Guide to Driving an Automatic Car

In the beginning, there were only manual gearboxes, which were very difficult to use. As a result, it was very common to damage them due to lack of experience and practice. However, with the arrival of automatic transmissions, many problems have been solved. Let's learn a little more about these transmissions.

Some steps to follow

Although automatic transmissions are generally very easy to use, confusion arises when starting and stopping. Once you get in a car with an automatic transmission, it must be left in the park.

Place the right foot on the brake pedal and depress it, turn the car on with the key or ignition switch, and (with the foot remaining on the brake) move the gearshift lever to "D" (if you want to go ahead) or "R" (if you want to go backwards). By taking your foot off the brake, most automatic vehicles will "coast" forward, making it easier to park or drive at slow speeds.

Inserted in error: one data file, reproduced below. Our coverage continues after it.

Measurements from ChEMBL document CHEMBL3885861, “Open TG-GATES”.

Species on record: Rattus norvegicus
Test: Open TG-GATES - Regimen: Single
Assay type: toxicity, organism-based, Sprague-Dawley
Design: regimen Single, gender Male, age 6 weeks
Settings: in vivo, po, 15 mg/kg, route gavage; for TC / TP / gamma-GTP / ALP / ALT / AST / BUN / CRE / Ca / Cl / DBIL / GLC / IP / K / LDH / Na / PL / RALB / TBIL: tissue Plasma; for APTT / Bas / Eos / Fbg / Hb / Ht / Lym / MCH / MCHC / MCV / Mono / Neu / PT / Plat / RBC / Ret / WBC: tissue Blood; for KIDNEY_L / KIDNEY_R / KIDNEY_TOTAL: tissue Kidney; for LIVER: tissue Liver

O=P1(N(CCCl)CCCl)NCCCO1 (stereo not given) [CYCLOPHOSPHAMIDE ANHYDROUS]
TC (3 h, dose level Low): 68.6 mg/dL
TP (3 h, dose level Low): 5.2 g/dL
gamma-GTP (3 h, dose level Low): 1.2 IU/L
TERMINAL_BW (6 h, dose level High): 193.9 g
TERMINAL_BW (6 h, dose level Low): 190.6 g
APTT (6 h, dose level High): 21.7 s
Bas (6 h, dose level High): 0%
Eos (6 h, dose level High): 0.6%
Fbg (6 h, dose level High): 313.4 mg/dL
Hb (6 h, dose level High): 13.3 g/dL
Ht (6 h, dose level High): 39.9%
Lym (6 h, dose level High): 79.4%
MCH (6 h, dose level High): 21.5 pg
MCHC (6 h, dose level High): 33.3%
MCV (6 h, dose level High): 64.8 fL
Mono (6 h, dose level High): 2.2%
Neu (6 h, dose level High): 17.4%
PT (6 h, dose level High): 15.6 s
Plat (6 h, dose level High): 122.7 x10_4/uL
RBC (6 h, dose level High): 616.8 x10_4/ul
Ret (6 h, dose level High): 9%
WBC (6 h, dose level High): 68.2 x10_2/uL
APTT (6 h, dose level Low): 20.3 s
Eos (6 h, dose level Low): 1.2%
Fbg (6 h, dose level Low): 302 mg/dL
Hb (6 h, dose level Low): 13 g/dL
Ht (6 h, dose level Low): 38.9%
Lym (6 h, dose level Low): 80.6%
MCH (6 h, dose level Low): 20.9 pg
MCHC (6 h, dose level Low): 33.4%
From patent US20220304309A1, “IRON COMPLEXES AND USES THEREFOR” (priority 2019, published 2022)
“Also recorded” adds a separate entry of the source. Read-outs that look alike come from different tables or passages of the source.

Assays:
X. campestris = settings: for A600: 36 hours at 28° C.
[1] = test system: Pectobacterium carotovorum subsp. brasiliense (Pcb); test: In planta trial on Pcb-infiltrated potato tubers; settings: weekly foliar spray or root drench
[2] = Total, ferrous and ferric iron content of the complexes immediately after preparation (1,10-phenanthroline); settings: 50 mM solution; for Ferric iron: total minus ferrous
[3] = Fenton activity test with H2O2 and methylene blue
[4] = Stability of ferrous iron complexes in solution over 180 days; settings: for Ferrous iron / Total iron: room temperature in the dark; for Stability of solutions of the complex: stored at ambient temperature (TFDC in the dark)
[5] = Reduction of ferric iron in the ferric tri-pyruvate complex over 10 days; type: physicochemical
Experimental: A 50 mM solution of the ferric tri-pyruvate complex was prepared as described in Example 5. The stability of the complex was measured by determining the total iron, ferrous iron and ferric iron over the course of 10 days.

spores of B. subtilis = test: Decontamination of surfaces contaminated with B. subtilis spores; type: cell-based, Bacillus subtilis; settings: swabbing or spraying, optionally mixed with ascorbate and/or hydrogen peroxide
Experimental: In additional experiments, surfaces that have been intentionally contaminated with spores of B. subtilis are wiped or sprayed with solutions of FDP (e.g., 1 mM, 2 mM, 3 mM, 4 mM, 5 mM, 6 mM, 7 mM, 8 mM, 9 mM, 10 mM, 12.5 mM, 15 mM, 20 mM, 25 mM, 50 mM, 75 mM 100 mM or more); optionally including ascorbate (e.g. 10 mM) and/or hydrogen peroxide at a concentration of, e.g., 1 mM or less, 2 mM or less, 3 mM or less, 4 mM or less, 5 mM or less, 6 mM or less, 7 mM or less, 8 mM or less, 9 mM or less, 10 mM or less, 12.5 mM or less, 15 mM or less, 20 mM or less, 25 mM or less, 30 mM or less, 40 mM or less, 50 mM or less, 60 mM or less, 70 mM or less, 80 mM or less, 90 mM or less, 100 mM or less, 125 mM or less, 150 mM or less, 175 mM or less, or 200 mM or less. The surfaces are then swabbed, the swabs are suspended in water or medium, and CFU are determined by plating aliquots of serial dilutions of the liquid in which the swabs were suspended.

You may need a little more throttle if you are on a hill or want to go faster. When you're finished driving and the car is stationary, put your foot on the brake, put the shift in " P ," turn off the ignition and get out of the car.

The benefits of these transmissions

While automatic transmissions have historically had a high maintenance rating, they are more dependable than they once were. It also reduces the risk of faulty parts. For example, if your clutch control is not perfect, you don't damage the clutch in an automatic car. In addition to being more driveable, automatic cars can be more effective than their manually operated counterparts.

They may also be quicker. Many dual-clutch transmissions, in particular, can shift gears faster than a human being, saving crucial tenths of a second between 0 and 100 km/h. Perfect for a day on the racetrack.

Driving an automated car is really easy. All you need to know is the meaning of the letters on the gearshift lever and you're in business.